Compromising where you don’t want compromise will actually make things worse- not better- because you will be embittered and disempowered by it. From that state of being, any so-called “love” you might attempt to express will be a strain on you, and you’ll become even weaker.

Real love does not weaken, but strengthen. Your attempts at love will not be love at all, but rather, expressions of fear. Fear is a master of disguise.

If you have to shrink your consciousness in order to preserve something external, you aren’t preserving anything at all. Your relationships will not be imbued with greater truth by your own denial, nor can you gain life by killing yourself. This is like trying to see by putting a blindfold on.

If you intend on compromising yourself in order to keep intact with something external to yourself, realize that you are about to step down a dark, doom-filled path. And you won’t be happy about it. In the end, you’ll be more resentful, disempowered, and confused than when you started.

Sometimes, some people are not worth talking to. It sucks, I know. Saying “no” to people is hard, I know. I’ve done it too many times too even imagine counting. It stings a little every time. But I do it because it provides me with freedom—the freedom to focus on and complete the things that, in my eyes, matter. If I said “yes” all the time I would be drained of time and sapped of clarity and energy. It would be like sloshing through a river of muck. I will pass on that, thank you.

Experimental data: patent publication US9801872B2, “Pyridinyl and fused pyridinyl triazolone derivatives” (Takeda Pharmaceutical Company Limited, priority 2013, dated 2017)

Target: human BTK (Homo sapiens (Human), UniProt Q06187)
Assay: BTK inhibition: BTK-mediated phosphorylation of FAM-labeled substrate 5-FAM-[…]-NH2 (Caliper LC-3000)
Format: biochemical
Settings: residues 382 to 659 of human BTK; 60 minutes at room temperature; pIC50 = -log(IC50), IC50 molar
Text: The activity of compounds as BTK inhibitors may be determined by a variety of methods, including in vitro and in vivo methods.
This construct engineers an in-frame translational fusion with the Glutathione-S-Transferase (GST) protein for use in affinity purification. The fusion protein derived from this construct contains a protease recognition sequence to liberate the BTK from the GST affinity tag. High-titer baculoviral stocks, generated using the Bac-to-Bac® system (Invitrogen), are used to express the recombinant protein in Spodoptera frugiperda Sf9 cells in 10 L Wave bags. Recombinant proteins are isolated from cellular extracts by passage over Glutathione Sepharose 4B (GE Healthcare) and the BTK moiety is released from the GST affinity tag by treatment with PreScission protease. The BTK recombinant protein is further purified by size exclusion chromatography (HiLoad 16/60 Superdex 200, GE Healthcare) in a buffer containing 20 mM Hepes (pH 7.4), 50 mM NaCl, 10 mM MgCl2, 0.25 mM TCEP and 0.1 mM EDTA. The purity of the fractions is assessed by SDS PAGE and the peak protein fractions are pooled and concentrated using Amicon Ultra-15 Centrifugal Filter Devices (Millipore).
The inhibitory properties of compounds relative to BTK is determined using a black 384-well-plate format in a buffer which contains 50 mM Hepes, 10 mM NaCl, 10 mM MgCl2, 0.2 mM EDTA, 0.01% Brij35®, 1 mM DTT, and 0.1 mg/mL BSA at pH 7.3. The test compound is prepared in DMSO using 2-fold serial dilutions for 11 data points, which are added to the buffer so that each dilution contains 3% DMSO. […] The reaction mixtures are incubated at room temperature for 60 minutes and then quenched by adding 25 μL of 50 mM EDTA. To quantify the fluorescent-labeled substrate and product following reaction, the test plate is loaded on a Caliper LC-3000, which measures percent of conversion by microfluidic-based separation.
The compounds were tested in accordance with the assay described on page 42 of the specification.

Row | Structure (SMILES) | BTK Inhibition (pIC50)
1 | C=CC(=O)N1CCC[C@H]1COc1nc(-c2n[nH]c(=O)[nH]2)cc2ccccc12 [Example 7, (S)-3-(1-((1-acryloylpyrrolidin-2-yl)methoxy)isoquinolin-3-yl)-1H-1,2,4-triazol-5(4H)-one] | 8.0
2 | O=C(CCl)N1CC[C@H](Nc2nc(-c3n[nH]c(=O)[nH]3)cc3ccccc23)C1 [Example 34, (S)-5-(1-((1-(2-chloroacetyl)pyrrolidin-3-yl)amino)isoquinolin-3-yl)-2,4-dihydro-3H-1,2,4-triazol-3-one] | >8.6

Saying “no” is more intelligent in the long run, if it enables you to focus on the things you want to focus on (rather than be lost in a sea of meaningless things you just can’t give your care to right now). There’s no sense in fogging-up your clarity and drive so that you can maybe do something “right,” whatever that means (you have no idea).

There’s no sense in doing things that will guarantee bitterness. Why would you do that, dummy? Do you not like yourself or something? ;P

If you think you need to become a more valuable, upstanding human being, consider that saying “no” to the fog and instead taking your own initiative to do what matters is the path to get there. It might take a while for people to understand or care about what you are doing. They might even try to convince you to do something more normal and predictable, at least until you are financially stable enough to work on the things you really want to (whatever “stable” means! How much does that take-- $10,000 a year? $100,000? When will you be satisfied?).

Resist the temptation to fall into this “money sinkhole.” You can imagine up endless costs for yourself to fill, but the reality is that you won’t know what the real expenses are until you get started—and they might not be as big as you think. Even then, it’s not the end of the world if you can’t put up all the money right away. God will not smite you. If he does, tell him that that wasn’t very nice: in the afterlife take up the mission of rallying for God to treat humans better.


Freedom from Fear, Responsibility toward Love

Whatever you do, choose the path of love. Do what you know an intelligent being- independent of the opinions of others- would do. Never use fear to save yourself or anyone else, because it won’t work.

Love won’t always look the way you think it’s supposed to. If it did, it would lack the freedom to be what it is—freedom itself. The case is the same for you.

Resolve to live and work from obligation, neediness, and fear no longer. If you don’t want to, don’t focus on your own survival. Just keep giving and keep sharing the best of what you have—even if the world pleads for you to stop.